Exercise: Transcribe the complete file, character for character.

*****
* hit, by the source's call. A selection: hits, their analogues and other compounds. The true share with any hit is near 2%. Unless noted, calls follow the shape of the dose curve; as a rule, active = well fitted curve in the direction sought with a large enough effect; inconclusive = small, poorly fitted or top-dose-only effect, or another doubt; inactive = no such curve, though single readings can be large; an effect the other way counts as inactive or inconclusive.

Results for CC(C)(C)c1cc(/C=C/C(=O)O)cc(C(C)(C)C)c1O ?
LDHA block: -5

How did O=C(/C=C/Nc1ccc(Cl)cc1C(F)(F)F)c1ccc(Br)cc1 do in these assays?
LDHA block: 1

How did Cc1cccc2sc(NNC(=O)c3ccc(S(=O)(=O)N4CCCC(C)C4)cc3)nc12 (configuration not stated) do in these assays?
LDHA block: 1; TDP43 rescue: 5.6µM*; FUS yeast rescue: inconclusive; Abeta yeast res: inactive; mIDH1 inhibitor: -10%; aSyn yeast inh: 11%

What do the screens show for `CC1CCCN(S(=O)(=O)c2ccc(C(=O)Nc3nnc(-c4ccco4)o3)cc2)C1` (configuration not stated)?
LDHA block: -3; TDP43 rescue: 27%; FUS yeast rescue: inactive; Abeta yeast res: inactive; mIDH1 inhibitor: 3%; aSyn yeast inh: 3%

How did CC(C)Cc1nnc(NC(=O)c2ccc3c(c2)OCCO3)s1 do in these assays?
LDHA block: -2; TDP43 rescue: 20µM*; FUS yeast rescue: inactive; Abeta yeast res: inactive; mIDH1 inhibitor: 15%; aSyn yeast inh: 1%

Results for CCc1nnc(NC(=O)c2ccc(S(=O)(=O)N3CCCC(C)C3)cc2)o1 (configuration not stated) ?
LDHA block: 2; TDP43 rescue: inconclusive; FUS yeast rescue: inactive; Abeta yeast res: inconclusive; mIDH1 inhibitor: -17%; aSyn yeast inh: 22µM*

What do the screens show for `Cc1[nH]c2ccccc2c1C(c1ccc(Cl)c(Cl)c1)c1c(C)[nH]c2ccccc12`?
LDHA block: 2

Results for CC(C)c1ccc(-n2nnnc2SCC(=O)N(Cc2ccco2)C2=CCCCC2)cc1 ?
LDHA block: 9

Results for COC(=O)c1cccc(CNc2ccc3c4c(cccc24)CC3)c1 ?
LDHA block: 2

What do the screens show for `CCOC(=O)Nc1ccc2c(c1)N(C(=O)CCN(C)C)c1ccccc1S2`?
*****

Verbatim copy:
* hit, by the source's call. A selection: hits, their analogues and other compounds. The true share with any hit is near 2%. Unless noted, calls follow the shape of the dose curve; as a rule, active = well fitted curve in the direction sought with a large enough effect; inconclusive = small, poorly fitted or top-dose-only effect, or another doubt; inactive = no such curve, though single readings can be large; an effect the other way counts as inactive or inconclusive.

Results for CC(C)(C)c1cc(/C=C/C(=O)O)cc(C(C)(C)C)c1O ?
LDHA block: -5

How did O=C(/C=C/Nc1ccc(Cl)cc1C(F)(F)F)c1ccc(Br)cc1 do in these assays?
LDHA block: 1

How did Cc1cccc2sc(NNC(=O)c3ccc(S(=O)(=O)N4CCCC(C)C4)cc3)nc12 (configuration not stated) do in these assays?
LDHA block: 1; TDP43 rescue: 5.6µM*; FUS yeast rescue: inconclusive; Abeta yeast res: inactive; mIDH1 inhibitor: -10%; aSyn yeast inh: 11%

What do the screens show for `CC1CCCN(S(=O)(=O)c2ccc(C(=O)Nc3nnc(-c4ccco4)o3)cc2)C1` (configuration not stated)?
LDHA block: -3; TDP43 rescue: 27%; FUS yeast rescue: inactive; Abeta yeast res: inactive; mIDH1 inhibitor: 3%; aSyn yeast inh: 3%

How did CC(C)Cc1nnc(NC(=O)c2ccc3c(c2)OCCO3)s1 do in these assays?
LDHA block: -2; TDP43 rescue: 20µM*; FUS yeast rescue: inactive; Abeta yeast res: inactive; mIDH1 inhibitor: 15%; aSyn yeast inh: 1%

Results for CCc1nnc(NC(=O)c2ccc(S(=O)(=O)N3CCCC(C)C3)cc2)o1 (configuration not stated) ?
LDHA block: 2; TDP43 rescue: inconclusive; FUS yeast rescue: inactive; Abeta yeast res: inconclusive; mIDH1 inhibitor: -17%; aSyn yeast inh: 22µM*

What do the screens show for `Cc1[nH]c2ccccc2c1C(c1ccc(Cl)c(Cl)c1)c1c(C)[nH]c2ccccc12`?
LDHA block: 2

Results for CC(C)c1ccc(-n2nnnc2SCC(=O)N(Cc2ccco2)C2=CCCCC2)cc1 ?
LDHA block: 9

Results for COC(=O)c1cccc(CNc2ccc3c4c(cccc24)CC3)c1 ?
LDHA block: 2

What do the screens show for `CCOC(=O)Nc1ccc2c(c1)N(C(=O)CCN(C)C)c1ccccc1S2`?